May 11, 2003 |
U.S. Deputy Secretary of State Richard L. Armitage thanked the prime minister of India on Saturday for his peace overture to Pakistan, saying he was hopeful it will lead to neighborly relations between the bitter enemies. Armitage ended a three-day swing through South Asia here in the Indian capital, where he encouraged officials to follow through on the initiative this month by Prime Minister Atal Behari Vajpayee. The U.S.
October 23, 1990 |
A bitter Pakistani election campaign widely seen as a referendum on ousted Prime Minister Benazir Bhutto entered its final phase here early today as tens of thousands of her supporters welcomed her into enemy territory. Bhutto's crowd far outnumbered that of a chief opponent, Nawaz Sharif, even though Pakistan's second-largest city is his longtime power base and a key battleground in Wednesday's election. Provincial officials had refused to give Bhutto a rally permit.
September 14, 2001 |
In a day of intense diplomatic efforts that increasingly focused on Osama bin Laden, the Bush administration presented Pakistan with a detailed list of demands to help track the Afghanistan-based militant. The U.S. received a broad promise of "unstinted cooperation" from Pakistan and expects a quick response to the detailed list. According to diplomatic sources and administration officials, the requests include: * Access to and assistance from Pakistani intelligence.
July 6, 1999 |
A deal struck in Washington to end the border war on the Indian subcontinent failed to take hold Monday, as fighting raged in the Himalayas and the Pakistani military vowed to keep its ground. A day after Pakistani Prime Minister Nawaz Sharif, meeting with President Clinton in Washington, agreed to rein in troops who sparked a bloody and dangerous skirmish with India, few signs emerged that the deal was falling into place.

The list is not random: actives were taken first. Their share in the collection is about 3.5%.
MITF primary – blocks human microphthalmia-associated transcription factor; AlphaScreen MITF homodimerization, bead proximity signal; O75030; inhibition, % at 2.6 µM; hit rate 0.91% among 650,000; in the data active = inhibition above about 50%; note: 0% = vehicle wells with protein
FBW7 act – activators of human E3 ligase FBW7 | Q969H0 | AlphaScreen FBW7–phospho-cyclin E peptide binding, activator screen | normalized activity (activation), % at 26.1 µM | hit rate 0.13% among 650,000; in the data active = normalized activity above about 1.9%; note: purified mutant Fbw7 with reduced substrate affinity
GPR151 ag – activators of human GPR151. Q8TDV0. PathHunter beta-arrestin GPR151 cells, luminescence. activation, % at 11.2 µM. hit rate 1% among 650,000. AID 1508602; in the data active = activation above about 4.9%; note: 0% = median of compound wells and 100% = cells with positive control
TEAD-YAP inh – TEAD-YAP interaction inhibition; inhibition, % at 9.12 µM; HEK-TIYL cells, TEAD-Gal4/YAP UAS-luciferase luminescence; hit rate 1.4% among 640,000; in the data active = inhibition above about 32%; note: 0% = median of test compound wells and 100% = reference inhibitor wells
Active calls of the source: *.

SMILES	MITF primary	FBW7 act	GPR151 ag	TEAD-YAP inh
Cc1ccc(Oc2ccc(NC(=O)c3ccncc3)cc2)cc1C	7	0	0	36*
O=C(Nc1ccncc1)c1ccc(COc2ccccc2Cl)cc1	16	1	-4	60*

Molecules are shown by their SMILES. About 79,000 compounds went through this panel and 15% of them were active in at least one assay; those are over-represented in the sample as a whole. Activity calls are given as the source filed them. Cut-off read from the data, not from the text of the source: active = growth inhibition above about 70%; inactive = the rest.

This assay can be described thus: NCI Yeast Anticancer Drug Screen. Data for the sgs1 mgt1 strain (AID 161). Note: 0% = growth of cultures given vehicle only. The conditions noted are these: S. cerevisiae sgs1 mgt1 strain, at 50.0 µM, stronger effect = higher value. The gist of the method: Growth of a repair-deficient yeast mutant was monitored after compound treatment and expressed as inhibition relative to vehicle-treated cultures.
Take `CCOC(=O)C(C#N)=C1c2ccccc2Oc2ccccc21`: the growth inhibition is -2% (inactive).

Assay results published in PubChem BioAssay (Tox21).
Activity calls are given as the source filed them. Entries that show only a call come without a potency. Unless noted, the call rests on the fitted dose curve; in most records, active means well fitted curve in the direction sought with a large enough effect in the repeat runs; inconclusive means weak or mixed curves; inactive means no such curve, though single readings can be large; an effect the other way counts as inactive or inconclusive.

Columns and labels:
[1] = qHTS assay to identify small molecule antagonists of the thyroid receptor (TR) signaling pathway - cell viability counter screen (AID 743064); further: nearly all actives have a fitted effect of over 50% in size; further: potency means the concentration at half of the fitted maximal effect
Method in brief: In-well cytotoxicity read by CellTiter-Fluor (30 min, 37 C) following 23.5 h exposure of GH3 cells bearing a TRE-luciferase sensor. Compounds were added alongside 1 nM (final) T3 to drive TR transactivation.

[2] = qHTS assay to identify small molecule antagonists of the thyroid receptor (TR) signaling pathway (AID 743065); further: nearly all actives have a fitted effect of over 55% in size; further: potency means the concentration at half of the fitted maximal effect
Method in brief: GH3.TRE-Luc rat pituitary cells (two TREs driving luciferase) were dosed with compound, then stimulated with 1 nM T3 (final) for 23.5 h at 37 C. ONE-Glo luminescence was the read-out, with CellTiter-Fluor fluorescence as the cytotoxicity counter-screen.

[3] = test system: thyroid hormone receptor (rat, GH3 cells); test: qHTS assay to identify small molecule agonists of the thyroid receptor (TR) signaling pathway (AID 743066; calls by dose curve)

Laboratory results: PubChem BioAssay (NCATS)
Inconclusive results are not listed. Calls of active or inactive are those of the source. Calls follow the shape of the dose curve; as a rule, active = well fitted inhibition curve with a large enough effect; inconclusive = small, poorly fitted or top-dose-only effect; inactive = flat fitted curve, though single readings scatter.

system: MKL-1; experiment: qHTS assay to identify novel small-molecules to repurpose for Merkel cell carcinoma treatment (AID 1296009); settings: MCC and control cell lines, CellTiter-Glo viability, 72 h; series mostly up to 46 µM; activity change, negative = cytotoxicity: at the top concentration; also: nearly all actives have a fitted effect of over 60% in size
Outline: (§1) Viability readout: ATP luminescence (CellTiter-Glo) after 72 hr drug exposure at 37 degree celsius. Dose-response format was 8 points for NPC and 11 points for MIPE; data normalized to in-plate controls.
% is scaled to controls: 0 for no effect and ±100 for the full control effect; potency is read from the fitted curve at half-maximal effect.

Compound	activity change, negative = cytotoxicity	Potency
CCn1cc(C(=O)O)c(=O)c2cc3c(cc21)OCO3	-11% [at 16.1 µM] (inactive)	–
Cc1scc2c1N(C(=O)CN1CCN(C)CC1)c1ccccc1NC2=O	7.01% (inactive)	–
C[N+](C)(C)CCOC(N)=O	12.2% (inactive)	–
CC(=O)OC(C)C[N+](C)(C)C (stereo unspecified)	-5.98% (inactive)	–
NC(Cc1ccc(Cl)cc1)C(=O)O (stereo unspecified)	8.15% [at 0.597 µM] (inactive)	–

March 17, 1994 |
A Clinton Administration proposal to ship F-16 jets to Pakistan, despite that country's suspected nuclear weapons program, is raising Indian hackles and pumping even more venom into already embittered relations on the subcontinent. From the Pakistani point of view, if America does not allow delivery of the high-performance fighters, for which Pakistan has already paid more than $900 million by U.S. count, it is no better than a double-dealer.
October 25, 1990 |
Ousted Prime Minister Benazir Bhutto's emotion-packed bid to regain power collapsed in a stunning defeat Wednesday in violence-marred Pakistani parliamentary elections. Bhutto stopped short of conceding, however, bitterly charging that the election was "stolen" by the military-backed caretaker government and opposition. "We expected fraud, but there has been massive fraud across the country," Bhutto told a TV reporter at her home in the southern city of Larkana. ". . . I feel sorry for freedom."